Australia is the smallest continent in the world. It’s also the driest, aside from Antarctica, which means it’s even drier than Africa!
You would think that conserving water would be on the top of our list when it comes to creating gardens and parklands. Instead, there has been an emphasis on ‘controlling’ the land rather than working in harmony with our soil.
In our attempt to make our lives easier, faster and more convenient, we have covered land with roads, paving, buildings and car parks, particularly in our major cities.
Fortunately, some of our forebears saw the wisdom of making parklands available to the people. This gave us places where people could create a wonderful connection with nature that is so vital to our wellbeing.
Choose indigenous species
When drawing up a plan for your own garden, there are a number of water-saving features you can include in your design.
Australia’s landscape is covered with indigenous plants and grasses that conserve water to survive times when rainfall is low and days are long and hot. They provide an excellent example of how we can better use our limited water supply to grow lush, green areas.
Generally speaking, these Australian natives are a better choice than their exotic counterparts, given they are indigenous, have finer leaves, less surface area, and include certain species that can extract water from the surface below.
By way of contrast, exotics – and in particular English plants – are conditioned to summers that are not as hot, have higher rainfall and wetter grounds, and therefore rely on more water application.
Indigenous plants were used for this rural property in Woodend, Victoria and include Lomandra seascape, Dianella revoluta, Poa labillardieri and Leucophyta brownii; all of which have narrow leaves.
The reduced surface area of the foliage further reduces their need to suck up a lot of water, and means the foliage has less contact with the sun.
Brachyscome multifida, Scleranthus biflorus and Myoporum parvifolium ground-covers; these assist in keeping the soil beneath them cooler and damper, as less evaporation occurs due to increased coverage.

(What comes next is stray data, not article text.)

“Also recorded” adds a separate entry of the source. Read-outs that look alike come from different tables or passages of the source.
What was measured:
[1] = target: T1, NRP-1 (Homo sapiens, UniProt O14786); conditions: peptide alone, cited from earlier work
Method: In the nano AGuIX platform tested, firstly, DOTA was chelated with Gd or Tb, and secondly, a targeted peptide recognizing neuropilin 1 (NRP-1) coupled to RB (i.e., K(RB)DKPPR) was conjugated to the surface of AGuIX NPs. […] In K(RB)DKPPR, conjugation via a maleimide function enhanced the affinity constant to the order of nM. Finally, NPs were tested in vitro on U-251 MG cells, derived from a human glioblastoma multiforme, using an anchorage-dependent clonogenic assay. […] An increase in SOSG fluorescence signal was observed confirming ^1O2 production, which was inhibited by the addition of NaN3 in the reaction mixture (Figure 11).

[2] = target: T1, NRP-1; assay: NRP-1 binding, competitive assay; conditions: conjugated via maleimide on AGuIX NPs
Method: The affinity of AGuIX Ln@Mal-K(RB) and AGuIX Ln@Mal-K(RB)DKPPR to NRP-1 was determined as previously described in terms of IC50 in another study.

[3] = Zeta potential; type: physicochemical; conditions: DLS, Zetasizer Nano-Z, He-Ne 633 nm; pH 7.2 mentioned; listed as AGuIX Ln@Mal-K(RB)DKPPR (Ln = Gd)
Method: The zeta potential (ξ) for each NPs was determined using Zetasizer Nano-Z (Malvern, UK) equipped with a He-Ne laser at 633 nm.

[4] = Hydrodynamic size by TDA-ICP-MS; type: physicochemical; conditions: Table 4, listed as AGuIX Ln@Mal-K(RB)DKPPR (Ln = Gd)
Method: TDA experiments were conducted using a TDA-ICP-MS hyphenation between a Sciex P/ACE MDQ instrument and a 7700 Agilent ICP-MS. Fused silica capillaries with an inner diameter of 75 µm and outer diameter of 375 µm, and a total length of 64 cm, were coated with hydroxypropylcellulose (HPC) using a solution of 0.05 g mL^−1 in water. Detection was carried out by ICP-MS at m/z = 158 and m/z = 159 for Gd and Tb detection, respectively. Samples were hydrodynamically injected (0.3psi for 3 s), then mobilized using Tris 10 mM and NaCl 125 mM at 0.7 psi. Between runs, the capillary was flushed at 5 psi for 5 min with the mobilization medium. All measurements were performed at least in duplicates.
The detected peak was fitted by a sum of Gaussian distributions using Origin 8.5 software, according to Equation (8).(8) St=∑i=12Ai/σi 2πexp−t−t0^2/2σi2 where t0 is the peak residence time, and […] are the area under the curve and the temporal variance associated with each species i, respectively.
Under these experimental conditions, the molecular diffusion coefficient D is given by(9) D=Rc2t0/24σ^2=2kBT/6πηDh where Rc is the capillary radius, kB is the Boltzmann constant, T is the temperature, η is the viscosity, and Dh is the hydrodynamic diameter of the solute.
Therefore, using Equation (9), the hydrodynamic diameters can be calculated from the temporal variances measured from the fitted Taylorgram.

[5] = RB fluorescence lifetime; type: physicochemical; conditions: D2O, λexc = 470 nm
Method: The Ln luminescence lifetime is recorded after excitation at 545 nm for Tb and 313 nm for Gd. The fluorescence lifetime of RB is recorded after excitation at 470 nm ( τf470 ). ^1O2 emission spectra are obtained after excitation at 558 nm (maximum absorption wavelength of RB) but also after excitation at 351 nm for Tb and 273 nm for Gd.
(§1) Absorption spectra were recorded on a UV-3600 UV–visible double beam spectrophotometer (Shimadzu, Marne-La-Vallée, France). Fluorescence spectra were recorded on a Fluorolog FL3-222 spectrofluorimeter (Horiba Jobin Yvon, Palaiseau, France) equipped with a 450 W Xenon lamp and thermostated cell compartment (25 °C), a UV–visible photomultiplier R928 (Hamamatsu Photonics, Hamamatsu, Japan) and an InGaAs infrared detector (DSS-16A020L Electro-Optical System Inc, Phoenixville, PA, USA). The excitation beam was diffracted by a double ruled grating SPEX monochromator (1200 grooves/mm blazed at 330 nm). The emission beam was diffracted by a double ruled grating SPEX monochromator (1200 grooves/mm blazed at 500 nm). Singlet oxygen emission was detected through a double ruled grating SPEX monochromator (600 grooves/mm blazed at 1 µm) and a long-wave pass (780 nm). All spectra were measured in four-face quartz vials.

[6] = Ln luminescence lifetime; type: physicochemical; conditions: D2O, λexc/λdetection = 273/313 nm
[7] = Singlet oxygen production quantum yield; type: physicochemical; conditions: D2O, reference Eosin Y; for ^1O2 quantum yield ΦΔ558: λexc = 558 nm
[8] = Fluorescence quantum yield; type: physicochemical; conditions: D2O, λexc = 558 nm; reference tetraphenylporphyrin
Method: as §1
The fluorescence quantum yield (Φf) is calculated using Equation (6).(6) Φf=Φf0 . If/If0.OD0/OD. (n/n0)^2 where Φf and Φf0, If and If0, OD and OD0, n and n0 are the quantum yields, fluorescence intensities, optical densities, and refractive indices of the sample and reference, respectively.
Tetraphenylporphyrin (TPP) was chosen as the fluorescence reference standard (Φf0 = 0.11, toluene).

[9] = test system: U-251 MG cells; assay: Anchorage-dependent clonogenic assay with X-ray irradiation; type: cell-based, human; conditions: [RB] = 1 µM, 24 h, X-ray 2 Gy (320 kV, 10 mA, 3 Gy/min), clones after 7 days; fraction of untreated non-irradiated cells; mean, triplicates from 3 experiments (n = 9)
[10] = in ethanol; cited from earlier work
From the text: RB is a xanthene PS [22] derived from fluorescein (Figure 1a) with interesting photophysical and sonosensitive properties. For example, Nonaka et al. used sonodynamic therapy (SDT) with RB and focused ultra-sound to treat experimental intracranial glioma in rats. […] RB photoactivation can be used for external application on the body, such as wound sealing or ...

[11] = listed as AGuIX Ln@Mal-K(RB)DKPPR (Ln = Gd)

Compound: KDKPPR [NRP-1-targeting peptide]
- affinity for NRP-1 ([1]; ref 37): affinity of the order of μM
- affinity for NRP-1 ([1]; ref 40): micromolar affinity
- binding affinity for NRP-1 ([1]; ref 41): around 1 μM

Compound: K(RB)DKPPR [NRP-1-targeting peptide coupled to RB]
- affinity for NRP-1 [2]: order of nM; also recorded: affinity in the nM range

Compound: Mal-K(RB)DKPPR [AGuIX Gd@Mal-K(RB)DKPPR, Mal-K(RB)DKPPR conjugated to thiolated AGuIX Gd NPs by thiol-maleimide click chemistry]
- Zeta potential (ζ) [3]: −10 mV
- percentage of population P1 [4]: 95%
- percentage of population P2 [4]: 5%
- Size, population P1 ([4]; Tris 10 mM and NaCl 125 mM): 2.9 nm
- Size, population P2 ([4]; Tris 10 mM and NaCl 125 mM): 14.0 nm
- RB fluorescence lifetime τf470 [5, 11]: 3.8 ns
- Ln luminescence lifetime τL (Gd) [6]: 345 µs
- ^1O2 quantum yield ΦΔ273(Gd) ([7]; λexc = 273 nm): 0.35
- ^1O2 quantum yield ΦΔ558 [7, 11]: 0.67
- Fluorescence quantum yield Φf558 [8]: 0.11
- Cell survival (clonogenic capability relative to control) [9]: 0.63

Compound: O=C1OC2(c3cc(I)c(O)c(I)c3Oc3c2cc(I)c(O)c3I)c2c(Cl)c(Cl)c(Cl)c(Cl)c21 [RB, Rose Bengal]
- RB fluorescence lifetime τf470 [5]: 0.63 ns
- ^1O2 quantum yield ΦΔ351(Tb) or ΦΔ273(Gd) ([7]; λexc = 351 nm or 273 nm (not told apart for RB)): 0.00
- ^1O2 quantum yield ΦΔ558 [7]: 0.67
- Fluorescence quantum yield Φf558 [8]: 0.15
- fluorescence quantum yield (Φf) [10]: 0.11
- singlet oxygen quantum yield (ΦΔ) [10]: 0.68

These plants also tend to capture the rainfall/water for better ingress, rather than skipping and running off the surface.
Tip: Water conservation is just as important in metropolitan areas of Australia, particularly as suburbs spread further across the land. Once again, selecting indigenous plants can assist in creating a garden that is lovely to look at and easy to maintain.
Employ other ways to conserve water
According to advisory body Archicentre Australia, water conservation indoors and outdoors is an important component of sustainable living.
“As with all sustainability measures, water conservation is enhanced by considering a site’s natural attributes, including soil type, climate and compatibility with the dwelling,” says Archicentre Australia director Peter Georgiev.
He recommends, where appropriate grey water systems, rainwater tanks, suitable guttering and downpipes as well as water-efficient gardens, possibly even feature ponds.
Further, “Operationally, mulch should be used to help retain moisture, low-maintenance and less thirsty plants can help, and paving or decks should be considered as an alternative to large lawns, which require a lot of water.”
Choose recycled or upcycled materials
Materials naturally found on a property can be reused to create areas for human passage. This may include large branches from the bases of trees, stones and rocks, natural mulches, and discarded wood pieces. By utilising organic materials in this way, you are not introducing materials that may need to be replaced and replenished. You can create interesting designs and features that look at home in the environment.
Tip: Use timber that is naturally discarded by surrounding trees, which can be used to create bridges, path edges and interesting organic structures. This saves time and money importing materials from suppliers. With a little creativity, organic materials become features that add to the ambiance of the area, providing features that please the eye.
The importance of permeable surfaces
Permeable surfaces include indigenous grasses, pathways constructed of permeable substances such as rocks, recycled timbers, and specially designed permeable paving. These add a decorative feature to the garden or parkland while allowing water to flow back into the soil.
Instead of designing a garden that requires constant maintenance and watering, you can create zones that are used for different purposes. This enables water collection and distribution systems to be localised to where they are most needed.
Careful design and thoughtful planning enables you to maintain your garden area, gain the greatest benefit from the space that you have, and use water wisely without causing pollution or wastage.